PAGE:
Religion, Rape & Suicide: remembering Heidi

rape_guiltWe may present our worldview to others in abstract and rational terms, but our views on religion, politics, sexuality, suicide and much more are mostly informed by our experiences.  Sharing our stories will help us understand each other far more than the sterile philosophies we spout. Our beliefs are not usually the rational, calm, self-willed creations we’d like to think they are — they are pregnant, stretching and changing with our unspoken experiences.

Below is a set of experiences in my life that have formed some of my opinions on religion and suicide. David Hayward’s cartoon to the right triggered my memories this morning.


When I was around 20 years-old, I had a good female high school friend who introduced me to her charismatic house church. Her father (a physician) was the pastor/shepherd of the group. At that time, I had just dropped out of my university (unsure of what to do in life), my mother was in-and-out of hospitals with severe depression and my parents were breaking up. I had embraced Christianity three years earlier after finding my best friend dead.

My woman friend’s family was so cool, so loving, so strong in their faith and certainty. The house church worship meeting was wonderfully alive, powerful, emotional and yet still intellectually solid. So I added them to my growing Christian circles that were supporting my life at that time. My friend, was a bubbly, beautiful soul who quickly introduced me to others and I was welcomed with open arms.

Five years later, my friend had married a preacher and one day when her husband was away, her home was broken into and she was raped and became pregnant. I heard hurtful speculation said about her in the few months afterward by this Christian community. But she stopped the stories as her guilt and sadness made her take her own life (and the baby’s).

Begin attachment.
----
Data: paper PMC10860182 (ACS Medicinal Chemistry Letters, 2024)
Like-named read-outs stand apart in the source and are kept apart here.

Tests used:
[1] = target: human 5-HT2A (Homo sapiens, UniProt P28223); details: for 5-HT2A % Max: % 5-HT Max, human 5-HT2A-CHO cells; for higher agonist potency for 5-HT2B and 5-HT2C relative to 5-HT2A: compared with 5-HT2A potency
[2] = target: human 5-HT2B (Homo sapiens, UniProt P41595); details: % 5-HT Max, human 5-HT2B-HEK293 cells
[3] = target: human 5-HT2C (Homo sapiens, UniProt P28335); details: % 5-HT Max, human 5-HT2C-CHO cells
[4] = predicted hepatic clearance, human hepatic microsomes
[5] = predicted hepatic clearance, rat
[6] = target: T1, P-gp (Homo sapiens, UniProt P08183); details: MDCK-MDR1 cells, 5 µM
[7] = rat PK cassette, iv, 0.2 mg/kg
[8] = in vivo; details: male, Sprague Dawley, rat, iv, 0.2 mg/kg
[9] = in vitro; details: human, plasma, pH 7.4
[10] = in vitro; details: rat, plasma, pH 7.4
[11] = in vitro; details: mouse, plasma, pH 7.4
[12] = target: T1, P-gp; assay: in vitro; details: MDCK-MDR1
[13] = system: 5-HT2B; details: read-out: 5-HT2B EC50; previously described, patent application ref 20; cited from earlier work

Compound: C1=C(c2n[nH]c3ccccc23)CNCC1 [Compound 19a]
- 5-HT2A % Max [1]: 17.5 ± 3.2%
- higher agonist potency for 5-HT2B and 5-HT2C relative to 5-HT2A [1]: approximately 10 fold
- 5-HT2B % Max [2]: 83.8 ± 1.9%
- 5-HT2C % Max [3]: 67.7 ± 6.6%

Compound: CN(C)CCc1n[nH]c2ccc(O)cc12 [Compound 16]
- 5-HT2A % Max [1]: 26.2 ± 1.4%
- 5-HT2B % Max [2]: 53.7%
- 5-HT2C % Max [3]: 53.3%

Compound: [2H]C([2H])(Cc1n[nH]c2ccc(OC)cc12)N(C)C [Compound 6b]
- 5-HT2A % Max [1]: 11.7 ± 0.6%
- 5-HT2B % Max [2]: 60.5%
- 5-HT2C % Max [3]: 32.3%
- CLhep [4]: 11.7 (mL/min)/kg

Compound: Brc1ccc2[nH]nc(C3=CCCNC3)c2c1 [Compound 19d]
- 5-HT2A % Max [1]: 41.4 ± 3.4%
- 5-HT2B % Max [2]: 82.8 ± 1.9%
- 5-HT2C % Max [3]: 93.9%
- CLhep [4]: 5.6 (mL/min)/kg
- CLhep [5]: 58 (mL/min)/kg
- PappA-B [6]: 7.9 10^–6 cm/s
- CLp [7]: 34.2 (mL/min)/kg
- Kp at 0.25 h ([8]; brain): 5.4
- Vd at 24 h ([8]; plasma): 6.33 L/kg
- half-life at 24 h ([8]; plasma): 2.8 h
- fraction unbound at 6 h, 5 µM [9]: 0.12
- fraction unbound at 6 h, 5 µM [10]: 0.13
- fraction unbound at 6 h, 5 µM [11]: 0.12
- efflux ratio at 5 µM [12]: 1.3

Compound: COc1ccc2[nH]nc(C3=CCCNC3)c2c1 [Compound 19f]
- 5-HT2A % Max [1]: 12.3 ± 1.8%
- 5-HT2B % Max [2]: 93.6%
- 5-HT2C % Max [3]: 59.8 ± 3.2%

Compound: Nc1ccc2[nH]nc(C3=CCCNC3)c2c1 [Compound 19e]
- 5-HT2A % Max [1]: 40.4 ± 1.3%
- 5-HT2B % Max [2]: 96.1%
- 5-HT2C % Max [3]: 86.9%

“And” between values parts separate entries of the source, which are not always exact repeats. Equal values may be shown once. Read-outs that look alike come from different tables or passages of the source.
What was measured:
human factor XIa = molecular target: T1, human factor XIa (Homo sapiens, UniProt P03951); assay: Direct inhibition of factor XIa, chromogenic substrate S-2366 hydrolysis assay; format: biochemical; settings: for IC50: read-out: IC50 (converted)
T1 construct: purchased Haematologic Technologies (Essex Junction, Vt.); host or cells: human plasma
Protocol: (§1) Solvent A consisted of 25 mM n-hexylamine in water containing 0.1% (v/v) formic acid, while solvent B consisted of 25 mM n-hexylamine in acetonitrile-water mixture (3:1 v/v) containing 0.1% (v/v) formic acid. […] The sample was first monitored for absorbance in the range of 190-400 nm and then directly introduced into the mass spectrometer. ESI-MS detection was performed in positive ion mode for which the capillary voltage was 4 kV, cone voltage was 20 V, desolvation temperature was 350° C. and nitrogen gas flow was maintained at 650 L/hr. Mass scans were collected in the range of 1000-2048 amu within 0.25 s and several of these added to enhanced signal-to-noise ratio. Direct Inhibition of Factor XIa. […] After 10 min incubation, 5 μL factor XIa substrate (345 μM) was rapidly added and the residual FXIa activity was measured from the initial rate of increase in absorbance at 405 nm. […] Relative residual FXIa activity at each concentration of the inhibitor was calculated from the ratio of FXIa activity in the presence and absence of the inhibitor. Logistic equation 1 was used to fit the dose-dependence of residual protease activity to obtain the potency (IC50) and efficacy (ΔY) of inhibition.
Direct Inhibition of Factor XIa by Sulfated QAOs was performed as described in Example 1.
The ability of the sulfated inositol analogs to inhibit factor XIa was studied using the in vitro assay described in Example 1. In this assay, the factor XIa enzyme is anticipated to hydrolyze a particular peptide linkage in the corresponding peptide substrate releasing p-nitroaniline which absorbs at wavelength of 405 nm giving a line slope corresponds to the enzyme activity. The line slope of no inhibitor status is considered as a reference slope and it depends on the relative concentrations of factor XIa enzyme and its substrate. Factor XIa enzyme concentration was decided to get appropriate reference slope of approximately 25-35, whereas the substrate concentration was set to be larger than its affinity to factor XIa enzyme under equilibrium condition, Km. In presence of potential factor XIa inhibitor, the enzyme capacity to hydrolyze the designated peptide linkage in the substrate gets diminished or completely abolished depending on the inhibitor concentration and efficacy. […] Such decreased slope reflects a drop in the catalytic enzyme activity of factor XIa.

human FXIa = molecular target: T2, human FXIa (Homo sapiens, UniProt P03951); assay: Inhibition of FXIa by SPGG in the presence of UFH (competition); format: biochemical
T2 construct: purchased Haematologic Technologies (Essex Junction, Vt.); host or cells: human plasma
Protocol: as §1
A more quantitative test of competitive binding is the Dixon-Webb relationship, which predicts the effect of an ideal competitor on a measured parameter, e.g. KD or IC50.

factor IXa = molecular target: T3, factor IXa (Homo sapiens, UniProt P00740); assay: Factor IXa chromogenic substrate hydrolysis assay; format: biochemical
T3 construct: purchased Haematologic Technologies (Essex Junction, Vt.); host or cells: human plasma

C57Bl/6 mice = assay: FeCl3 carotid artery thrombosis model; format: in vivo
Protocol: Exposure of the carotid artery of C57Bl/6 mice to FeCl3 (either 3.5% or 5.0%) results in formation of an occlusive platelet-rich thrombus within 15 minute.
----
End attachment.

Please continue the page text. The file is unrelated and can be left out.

Heidi, I miss you.




Filed under Philosophy & Religion

5 responses to “Religion, Rape & Suicide: remembering Heidi

  1. Earnest

    Very sad. Blaming the victim is a very traditional thing to do. Sometimes even strong tribal loyalty is not enough to prevent the taint of “not self”, and the vicious attacks that follow. Suicide has replaced stoning as an endpoint.

  2. Yeah, I still remember how sad it was then (decades ago). I don’t feel the actual sadness for Heidi and here friends and family, like I did back then, but I remember the sadness. Fine distinction, eh? Two types of sadness: a remember and a present suffering type. hmmmm

  3. Kati

    I saw your comment on The Naked Pastor and it brought tears to my eyes. Thank you for remembering your friend in this way.

  4. @ Kati: Thank you for stopping in.

  5. Tragic. Powerful story. Life and death (or suicide) seem complex, fragile when you put them in the context of the reality, the people and the real-life stories about them– like this one. Thanks for your candor and insights.

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